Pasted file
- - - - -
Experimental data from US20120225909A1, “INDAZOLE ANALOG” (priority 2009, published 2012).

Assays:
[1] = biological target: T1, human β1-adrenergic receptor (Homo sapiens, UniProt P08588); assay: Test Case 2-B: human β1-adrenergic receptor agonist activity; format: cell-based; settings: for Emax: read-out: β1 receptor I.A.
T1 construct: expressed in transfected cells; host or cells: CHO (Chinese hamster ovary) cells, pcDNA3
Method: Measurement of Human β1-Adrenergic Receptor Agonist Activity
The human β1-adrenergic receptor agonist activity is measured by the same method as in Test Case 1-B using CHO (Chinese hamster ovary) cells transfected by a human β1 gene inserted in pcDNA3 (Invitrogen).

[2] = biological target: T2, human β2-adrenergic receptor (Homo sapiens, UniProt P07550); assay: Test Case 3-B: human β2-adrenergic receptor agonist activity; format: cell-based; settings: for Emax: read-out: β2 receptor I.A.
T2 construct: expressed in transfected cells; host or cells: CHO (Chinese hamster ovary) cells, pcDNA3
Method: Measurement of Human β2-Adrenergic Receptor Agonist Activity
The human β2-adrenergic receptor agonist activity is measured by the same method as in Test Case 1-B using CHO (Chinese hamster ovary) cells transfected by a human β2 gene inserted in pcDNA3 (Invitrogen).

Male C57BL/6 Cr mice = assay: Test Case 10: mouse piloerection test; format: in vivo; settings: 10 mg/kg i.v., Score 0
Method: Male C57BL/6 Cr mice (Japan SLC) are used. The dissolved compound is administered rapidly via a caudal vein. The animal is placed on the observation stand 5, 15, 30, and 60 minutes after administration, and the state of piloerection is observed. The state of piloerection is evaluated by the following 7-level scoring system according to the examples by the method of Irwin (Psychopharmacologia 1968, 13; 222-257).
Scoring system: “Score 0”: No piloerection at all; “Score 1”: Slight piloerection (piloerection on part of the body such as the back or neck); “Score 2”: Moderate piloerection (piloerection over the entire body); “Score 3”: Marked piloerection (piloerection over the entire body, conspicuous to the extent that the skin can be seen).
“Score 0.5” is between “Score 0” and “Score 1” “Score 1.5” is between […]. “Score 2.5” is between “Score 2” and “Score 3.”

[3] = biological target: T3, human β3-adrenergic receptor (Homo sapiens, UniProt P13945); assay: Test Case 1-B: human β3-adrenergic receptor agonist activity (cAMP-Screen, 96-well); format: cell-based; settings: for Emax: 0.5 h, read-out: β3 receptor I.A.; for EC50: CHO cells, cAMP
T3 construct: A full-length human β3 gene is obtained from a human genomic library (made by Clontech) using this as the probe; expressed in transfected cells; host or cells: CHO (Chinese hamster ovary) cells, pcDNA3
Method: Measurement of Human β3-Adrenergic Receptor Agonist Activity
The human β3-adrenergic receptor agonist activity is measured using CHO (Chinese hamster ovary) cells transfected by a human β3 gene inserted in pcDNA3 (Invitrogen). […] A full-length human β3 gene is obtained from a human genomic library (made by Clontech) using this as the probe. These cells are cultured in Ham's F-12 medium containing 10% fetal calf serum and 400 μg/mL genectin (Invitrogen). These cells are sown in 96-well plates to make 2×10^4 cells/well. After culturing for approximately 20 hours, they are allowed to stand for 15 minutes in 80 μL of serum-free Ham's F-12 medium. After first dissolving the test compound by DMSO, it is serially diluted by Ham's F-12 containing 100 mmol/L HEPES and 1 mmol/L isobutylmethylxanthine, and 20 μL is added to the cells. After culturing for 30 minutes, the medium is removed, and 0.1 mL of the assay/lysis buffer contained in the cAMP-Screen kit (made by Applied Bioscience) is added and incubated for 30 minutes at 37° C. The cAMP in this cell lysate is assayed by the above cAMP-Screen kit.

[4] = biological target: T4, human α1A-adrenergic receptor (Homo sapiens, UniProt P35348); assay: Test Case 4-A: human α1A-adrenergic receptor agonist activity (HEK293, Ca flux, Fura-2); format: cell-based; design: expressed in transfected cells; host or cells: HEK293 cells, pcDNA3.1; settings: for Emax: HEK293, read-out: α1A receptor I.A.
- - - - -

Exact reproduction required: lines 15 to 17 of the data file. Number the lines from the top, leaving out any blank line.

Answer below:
[3] = biological target: T3, human β3-adrenergic receptor (Homo sapiens, UniProt P13945); assay: Test Case 1-B: human β3-adrenergic receptor agonist activity (cAMP-Screen, 96-well); format: cell-based; settings: for Emax: 0.5 h, read-out: β3 receptor I.A.; for EC50: CHO cells, cAMP
T3 construct: A full-length human β3 gene is obtained from a human genomic library (made by Clontech) using this as the probe; expressed in transfected cells; host or cells: CHO (Chinese hamster ovary) cells, pcDNA3
Method: Measurement of Human β3-Adrenergic Receptor Agonist Activity